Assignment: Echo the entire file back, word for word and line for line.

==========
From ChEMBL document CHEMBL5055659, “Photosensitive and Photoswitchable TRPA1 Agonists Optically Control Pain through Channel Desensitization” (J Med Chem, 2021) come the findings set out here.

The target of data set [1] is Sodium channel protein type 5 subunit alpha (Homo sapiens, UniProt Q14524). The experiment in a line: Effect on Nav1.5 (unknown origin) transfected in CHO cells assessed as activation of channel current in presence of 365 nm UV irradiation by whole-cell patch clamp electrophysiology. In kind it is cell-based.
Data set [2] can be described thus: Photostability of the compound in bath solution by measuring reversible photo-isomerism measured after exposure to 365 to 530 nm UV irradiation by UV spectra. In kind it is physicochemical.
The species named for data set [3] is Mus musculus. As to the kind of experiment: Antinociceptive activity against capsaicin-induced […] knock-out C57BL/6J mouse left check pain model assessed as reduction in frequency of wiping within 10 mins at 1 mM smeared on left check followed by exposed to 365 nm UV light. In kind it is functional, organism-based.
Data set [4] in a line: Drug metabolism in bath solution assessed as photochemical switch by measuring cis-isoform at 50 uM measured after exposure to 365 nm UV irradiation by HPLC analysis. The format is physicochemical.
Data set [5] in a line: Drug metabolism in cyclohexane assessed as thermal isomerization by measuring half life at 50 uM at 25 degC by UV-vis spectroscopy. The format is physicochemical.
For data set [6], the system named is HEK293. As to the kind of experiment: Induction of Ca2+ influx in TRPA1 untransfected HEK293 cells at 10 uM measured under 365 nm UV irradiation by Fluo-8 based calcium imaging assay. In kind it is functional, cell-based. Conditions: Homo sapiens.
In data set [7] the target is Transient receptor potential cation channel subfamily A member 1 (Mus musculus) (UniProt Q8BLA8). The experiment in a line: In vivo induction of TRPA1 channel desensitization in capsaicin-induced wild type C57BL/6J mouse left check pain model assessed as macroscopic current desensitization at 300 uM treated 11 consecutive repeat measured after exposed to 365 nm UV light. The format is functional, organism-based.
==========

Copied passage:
From ChEMBL document CHEMBL5055659, “Photosensitive and Photoswitchable TRPA1 Agonists Optically Control Pain through Channel Desensitization” (J Med Chem, 2021) come the findings set out here.

The target of data set [1] is Sodium channel protein type 5 subunit alpha (Homo sapiens, UniProt Q14524). The experiment in a line: Effect on Nav1.5 (unknown origin) transfected in CHO cells assessed as activation of channel current in presence of 365 nm UV irradiation by whole-cell patch clamp electrophysiology. In kind it is cell-based.
Data set [2] can be described thus: Photostability of the compound in bath solution by measuring reversible photo-isomerism measured after exposure to 365 to 530 nm UV irradiation by UV spectra. In kind it is physicochemical.
The species named for data set [3] is Mus musculus. As to the kind of experiment: Antinociceptive activity against capsaicin-induced […] knock-out C57BL/6J mouse left check pain model assessed as reduction in frequency of wiping within 10 mins at 1 mM smeared on left check followed by exposed to 365 nm UV light. In kind it is functional, organism-based.
Data set [4] in a line: Drug metabolism in bath solution assessed as photochemical switch by measuring cis-isoform at 50 uM measured after exposure to 365 nm UV irradiation by HPLC analysis. The format is physicochemical.
Data set [5] in a line: Drug metabolism in cyclohexane assessed as thermal isomerization by measuring half life at 50 uM at 25 degC by UV-vis spectroscopy. The format is physicochemical.
For data set [6], the system named is HEK293. As to the kind of experiment: Induction of Ca2+ influx in TRPA1 untransfected HEK293 cells at 10 uM measured under 365 nm UV irradiation by Fluo-8 based calcium imaging assay. In kind it is functional, cell-based. Conditions: Homo sapiens.
In data set [7] the target is Transient receptor potential cation channel subfamily A member 1 (Mus musculus) (UniProt Q8BLA8). The experiment in a line: In vivo induction of TRPA1 channel desensitization in capsaicin-induced wild type C57BL/6J mouse left check pain model assessed as macroscopic current desensitization at 300 uM treated 11 consecutive repeat measured after exposed to 365 nm UV light. The format is functional, organism-based.